Lots of ink has been spilled analyzing the latter-day career of director Eliza Kazan, a onetime champion of the left-wing theatrical community and a key figure in the process of introducing Method acting to America. Around the same time he made cinematic masterpieces with Marlon Brando (A Streetcar Named Desire), James Dean (East of Eden), and Andy Griffith (A Face in the Crowd), Kazan turned on old friends by “naming names” before the U.S. government’s anti-communist witch hunters. Partially owing to the complex political dynamics of his career, Kazan was effectively finished as a director of major studio films just a few years later, circa the early ’60s. Nonetheless, he still had some creative gas left in the tank, as evidenced by the offbeat low-budget project The Visitors, Kazan’s penultimate feature.
Stamped with his signatures of emotional intensity and truthful acting, the picture feels hipper and rougher and more contemporary than anything one might reasonably expect from a 63-year-old (Kazan’s age at the time of the movie’s release). A small, character-driven drama/thriller written by one of Kazan’s sons, Chris Kazan, The Visitors is a nihilistic story about psychologically scarred Vietnam veterans, and the whole film is set on a remote farm in the Northeast during wintertime.
Unassuming vet Bill Schmidt (James Woods) lives with his girlfriend, Martha (Patricia Joyce), on a farmed owned by her father, Harry Wayne (Patrick McVey). Harry, who resides in a guesthouse adjoining the farm’s main residence, is an alcoholic he-man novelist, so underlying tension stems from his disapproval of Bill’s pacifistic timidity. One day, two of Bill’s Army comrades show up unexpectedly. Mike Nickerson (Steve Railsback) feigns courtesy but obviously hides tremendous rage, while Tony Rodrigues (Chico Martinez) tags along and follows Mike’s orders without question. As the day-long visit progresses, the vets bond with Harry—who respects their blood lust and racist attitudes—while Bill prepares for inevitable violence. It turns out that during the war, Mike and Tony committed atrocities, and Bill was the soldier who testified against them. (Make what you will about the parallels between this backstory and Kazan’s personal history.)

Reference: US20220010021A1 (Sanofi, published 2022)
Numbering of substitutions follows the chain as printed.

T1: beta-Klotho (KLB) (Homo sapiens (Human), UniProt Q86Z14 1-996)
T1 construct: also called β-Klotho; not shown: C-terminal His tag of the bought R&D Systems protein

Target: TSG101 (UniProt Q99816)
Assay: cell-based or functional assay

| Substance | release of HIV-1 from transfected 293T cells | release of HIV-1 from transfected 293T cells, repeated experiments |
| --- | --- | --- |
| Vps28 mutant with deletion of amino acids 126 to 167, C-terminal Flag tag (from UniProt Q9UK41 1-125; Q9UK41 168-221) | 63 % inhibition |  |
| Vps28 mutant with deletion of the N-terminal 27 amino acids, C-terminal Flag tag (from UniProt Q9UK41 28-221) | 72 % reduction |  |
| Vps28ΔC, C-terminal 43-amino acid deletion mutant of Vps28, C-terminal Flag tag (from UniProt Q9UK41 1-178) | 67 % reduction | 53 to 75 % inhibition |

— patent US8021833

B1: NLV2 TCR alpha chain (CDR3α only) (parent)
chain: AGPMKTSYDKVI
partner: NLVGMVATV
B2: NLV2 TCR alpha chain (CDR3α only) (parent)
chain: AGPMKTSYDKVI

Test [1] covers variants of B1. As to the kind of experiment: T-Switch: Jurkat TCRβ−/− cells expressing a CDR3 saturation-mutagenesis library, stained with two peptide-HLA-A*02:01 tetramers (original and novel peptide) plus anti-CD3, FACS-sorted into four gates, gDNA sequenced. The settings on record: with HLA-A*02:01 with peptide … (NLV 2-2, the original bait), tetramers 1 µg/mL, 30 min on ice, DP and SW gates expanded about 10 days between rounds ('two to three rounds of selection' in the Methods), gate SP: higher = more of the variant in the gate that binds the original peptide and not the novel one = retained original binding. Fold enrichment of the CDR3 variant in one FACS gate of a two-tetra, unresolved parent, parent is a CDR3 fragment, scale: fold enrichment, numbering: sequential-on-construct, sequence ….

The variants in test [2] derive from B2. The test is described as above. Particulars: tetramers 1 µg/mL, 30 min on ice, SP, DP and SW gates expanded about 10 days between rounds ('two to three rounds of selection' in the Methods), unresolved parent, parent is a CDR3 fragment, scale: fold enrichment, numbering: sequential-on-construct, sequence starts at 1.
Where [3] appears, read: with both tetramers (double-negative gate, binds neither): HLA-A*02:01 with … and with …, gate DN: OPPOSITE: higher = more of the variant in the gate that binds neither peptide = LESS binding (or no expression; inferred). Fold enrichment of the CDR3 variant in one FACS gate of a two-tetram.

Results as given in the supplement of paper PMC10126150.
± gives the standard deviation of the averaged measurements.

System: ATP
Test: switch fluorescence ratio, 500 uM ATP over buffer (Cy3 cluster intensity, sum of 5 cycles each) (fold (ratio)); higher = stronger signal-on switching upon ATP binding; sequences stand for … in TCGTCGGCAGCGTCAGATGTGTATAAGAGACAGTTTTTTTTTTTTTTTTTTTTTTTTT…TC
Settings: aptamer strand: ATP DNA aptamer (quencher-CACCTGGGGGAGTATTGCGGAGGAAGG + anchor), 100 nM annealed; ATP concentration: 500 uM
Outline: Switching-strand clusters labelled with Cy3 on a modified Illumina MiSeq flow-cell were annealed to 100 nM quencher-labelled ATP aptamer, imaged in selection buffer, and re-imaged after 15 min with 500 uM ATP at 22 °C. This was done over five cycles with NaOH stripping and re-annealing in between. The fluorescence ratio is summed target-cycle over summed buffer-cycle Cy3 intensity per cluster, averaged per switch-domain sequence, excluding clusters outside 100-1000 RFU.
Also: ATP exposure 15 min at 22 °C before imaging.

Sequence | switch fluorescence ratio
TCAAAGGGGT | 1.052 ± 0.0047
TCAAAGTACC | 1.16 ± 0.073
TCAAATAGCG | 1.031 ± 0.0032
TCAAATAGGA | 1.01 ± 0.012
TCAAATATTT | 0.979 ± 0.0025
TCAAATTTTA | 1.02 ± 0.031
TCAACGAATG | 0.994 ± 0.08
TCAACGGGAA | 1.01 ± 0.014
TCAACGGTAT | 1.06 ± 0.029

Shot in grainy 16-millimeter, The Visitors has the feel of a scrappy independent film even though Kazan’s handling of pacing and tone is masterful. The picture has the slow-burn structure of a horror film, and it’s stomach-churning to watch a metaphorical cloud of darkness form over the tiny farm. Moreover, the screenplay illuminates the line dividing the “sanctioned” violence germane to American life (the brutal football game several characters watch, Harry’s tales of killing enemies in World War II, etc.) from the “unsanctioned” violence of actual criminals. Does one beget the other?
The Visitors has flaws, of course, notably a nasty sort of sexual politics. Further, the film is unremittingly grim, which will make it a tough experience for many viewers. But especially thanks to incendiary performances by Railsback (one of the screen’s great portrayers of psychosis), Woods (a live wire even in a restrained role such as this one), and McVey (who channels Sterling Hayden with a vengeance), The Visitors is gripping from start to finish.
The Visitors: GROOVY